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3 Rules of Being a “Good Girl” You Should Break

Blog, Growth

August 28, 2017

As females we learn how we should behave, think, talk, act, and live our life. These teachings come from our parents, family system, community we grow up in, and society as a whole. As we grow up, we form our own personal narrative of how we should conduct ourselves. I want to challenge your personal narrative of how you should live your life, especially if it isn’t helping you today.

Rule 1: You ‘should’ always say yes.

Break the Rule: Say no as much as you want to.

Do you dread having to say no or worry about what someone will think of you? It is common for women to have a difficult time saying no to people in their lives. Many women think that they will be seen as rude or not nice if they say no to those that make demands of their time. The struggle to say no can lead you to become a people pleaser. The idea of being a people pleaser seems nice, but it can lead to many personal issues that effect you and your relationships.

It is possible to say no in a pleasant way. To get started you have to give yourself permission to say no when someone asks you for something. If you continue to say yes to requests that you don’t want to do, you will begin to feel resentful and angry towards the person. This frustration will grow, while leading you to stuff and stack your feelings. Then you may even look for ways to numb or avoid what your feeling. For example, many women use food and other destructive behavior to deal with emotions versus face them.

Learning to say no is like riding a bike, once you start, it gets easier each time. Take a deep breath, say no when you want to, and begin to feel freedom.

Rule 2: Put your own needs last.

Break the Rule: Take care of yourself first, if you want to continue helping others.

You have probably heard the saying “You can’t pour from an empty tank”. This is what you need to remember when you think about prioritizing your needs as a woman. You have many different roles such as a wife, partner, girlfriend, mother, stepmother, daughter, sister, friend, and employee just to name a few. These roles demand a vast amount of your time and emotional energy.

Woman typically find themselves in a nurturing role and are the one who takes care of those around them. If you continue to take care of everyone around you first with the idea of caring for your own needs last, you will be on track to burn out leaving you unable to take care of anyone.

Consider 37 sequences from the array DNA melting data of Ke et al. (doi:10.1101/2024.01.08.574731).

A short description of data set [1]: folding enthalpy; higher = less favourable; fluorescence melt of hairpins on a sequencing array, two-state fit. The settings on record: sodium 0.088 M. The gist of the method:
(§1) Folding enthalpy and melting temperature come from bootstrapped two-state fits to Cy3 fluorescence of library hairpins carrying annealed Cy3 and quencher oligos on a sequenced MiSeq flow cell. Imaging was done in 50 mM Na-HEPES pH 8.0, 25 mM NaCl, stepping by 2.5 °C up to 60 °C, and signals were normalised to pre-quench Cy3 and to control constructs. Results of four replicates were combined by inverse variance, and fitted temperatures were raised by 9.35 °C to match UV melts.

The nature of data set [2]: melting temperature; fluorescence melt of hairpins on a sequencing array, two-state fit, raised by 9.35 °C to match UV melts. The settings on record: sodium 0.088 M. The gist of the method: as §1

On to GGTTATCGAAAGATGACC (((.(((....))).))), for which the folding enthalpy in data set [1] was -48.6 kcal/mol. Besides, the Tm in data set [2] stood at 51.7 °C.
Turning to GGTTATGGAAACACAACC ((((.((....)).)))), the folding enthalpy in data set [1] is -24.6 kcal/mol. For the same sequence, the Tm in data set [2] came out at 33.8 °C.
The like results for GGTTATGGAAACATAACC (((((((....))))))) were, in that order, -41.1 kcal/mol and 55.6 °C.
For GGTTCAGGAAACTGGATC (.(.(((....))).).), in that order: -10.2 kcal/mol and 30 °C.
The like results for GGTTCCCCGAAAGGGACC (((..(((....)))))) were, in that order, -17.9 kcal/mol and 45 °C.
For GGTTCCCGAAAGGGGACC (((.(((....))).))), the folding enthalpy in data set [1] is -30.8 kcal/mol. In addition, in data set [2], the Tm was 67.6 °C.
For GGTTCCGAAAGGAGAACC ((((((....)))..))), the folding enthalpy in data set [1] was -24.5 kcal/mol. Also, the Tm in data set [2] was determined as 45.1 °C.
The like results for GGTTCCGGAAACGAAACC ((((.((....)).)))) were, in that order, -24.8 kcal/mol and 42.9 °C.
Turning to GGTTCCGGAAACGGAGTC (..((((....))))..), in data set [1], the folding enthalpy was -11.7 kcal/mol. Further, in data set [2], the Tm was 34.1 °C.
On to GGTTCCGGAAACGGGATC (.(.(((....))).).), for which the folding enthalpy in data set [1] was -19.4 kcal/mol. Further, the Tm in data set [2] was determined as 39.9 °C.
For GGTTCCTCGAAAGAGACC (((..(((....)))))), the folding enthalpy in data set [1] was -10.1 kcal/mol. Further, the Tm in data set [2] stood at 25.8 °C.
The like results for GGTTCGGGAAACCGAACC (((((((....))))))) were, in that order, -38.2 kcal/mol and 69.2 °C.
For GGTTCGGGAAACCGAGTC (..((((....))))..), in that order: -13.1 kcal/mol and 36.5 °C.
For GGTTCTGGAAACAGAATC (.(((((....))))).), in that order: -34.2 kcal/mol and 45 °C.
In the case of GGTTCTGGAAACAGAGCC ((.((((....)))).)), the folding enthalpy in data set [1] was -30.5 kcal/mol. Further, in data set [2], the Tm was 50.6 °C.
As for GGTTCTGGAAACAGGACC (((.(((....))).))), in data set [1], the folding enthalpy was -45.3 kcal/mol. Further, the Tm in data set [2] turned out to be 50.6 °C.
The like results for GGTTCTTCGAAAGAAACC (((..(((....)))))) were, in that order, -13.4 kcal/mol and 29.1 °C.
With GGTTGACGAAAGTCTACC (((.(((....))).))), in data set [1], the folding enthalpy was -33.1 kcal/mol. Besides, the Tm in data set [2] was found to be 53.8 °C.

You have to take are of yourself first. Start by knowing what your needs are emotionally, spiritually, physically, and intellectually. Even if you are only able to spend 20-30 minutes a day caring for these needs, it’s better than nothing.

Rule 3: Don’t speak your mind.

Break the Rule: Speak your mind as much as you would like, but don’t be aggressive or passive aggressive.

If you don’t speak up about what you feel, think, or need then there is no one to blame but yourself. Whether it is at work, school, in your relationship or friendship, it is imperative that you voice your thoughts at the appropriate times. Don’t live a life of regret and wish you had spoken up.

This doesn’t give you permission to say anything you want at anytime. Also, avoid coming across as aggressive or passive aggressive. There is a lot of power in your words and voice, so you it to help you get your needs met.

Get started by identifying what barriers keep you from speaking up. Make a plan to remove or change the barrier that blocks you and start practicing. Be assertive and stand by your words. The easiest way to start this is with an “I” statement. For example, “I think/feel/want/need/would like…” You can get better at saying no, but you have to start now.

Have you broken these rules? How did it help you improve your life?

Everyone has different personalities, behaviors, and ways of handling themselves. Maybe you have already broken these rules and found what works best for you. Maybe you are ready to start living your life by saying no, prioritizing your needs, and speaking up. Wherever you are in your self-growth, don’t give up because the more you practice this, the easier it gets.

How do you feel about these rules? Share your comments in the section below.

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A clinical sexologist and psychotherapist. From sex/intimacy, personal growth, and relationships, I am here to help you every step of the way.

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